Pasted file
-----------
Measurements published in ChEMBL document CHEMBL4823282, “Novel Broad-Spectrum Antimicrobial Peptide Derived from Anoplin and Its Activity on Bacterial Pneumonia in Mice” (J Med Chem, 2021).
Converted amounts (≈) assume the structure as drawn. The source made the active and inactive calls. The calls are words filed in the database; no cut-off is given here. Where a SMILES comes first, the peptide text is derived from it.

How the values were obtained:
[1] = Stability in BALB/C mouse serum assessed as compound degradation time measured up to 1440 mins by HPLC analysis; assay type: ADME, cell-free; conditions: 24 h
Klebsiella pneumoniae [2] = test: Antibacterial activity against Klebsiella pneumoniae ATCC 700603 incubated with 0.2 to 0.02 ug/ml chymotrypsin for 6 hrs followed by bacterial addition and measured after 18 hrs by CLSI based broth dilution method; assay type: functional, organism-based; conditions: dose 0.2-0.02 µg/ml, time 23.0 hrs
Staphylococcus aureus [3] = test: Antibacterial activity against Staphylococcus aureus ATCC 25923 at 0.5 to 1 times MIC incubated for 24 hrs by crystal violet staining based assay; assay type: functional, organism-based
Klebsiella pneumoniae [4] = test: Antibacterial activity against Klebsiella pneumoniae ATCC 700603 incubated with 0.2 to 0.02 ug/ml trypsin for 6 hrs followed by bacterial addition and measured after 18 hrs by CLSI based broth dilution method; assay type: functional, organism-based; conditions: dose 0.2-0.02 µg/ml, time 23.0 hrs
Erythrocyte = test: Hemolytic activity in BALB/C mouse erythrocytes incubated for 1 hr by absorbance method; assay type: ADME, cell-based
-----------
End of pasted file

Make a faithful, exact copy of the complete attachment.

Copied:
Measurements published in ChEMBL document CHEMBL4823282, “Novel Broad-Spectrum Antimicrobial Peptide Derived from Anoplin and Its Activity on Bacterial Pneumonia in Mice” (J Med Chem, 2021).
Converted amounts (≈) assume the structure as drawn. The source made the active and inactive calls. The calls are words filed in the database; no cut-off is given here. Where a SMILES comes first, the peptide text is derived from it.

How the values were obtained:
[1] = Stability in BALB/C mouse serum assessed as compound degradation time measured up to 1440 mins by HPLC analysis; assay type: ADME, cell-free; conditions: 24 h
Klebsiella pneumoniae [2] = test: Antibacterial activity against Klebsiella pneumoniae ATCC 700603 incubated with 0.2 to 0.02 ug/ml chymotrypsin for 6 hrs followed by bacterial addition and measured after 18 hrs by CLSI based broth dilution method; assay type: functional, organism-based; conditions: dose 0.2-0.02 µg/ml, time 23.0 hrs
Staphylococcus aureus [3] = test: Antibacterial activity against Staphylococcus aureus ATCC 25923 at 0.5 to 1 times MIC incubated for 24 hrs by crystal violet staining based assay; assay type: functional, organism-based
Klebsiella pneumoniae [4] = test: Antibacterial activity against Klebsiella pneumoniae ATCC 700603 incubated with 0.2 to 0.02 ug/ml trypsin for 6 hrs followed by bacterial addition and measured after 18 hrs by CLSI based broth dilution method; assay type: functional, organism-based; conditions: dose 0.2-0.02 µg/ml, time 23.0 hrs
Erythrocyte = test: Hemolytic activity in BALB/C mouse erythrocytes incubated for 1 hr by absorbance method; assay type: ADME, cell-based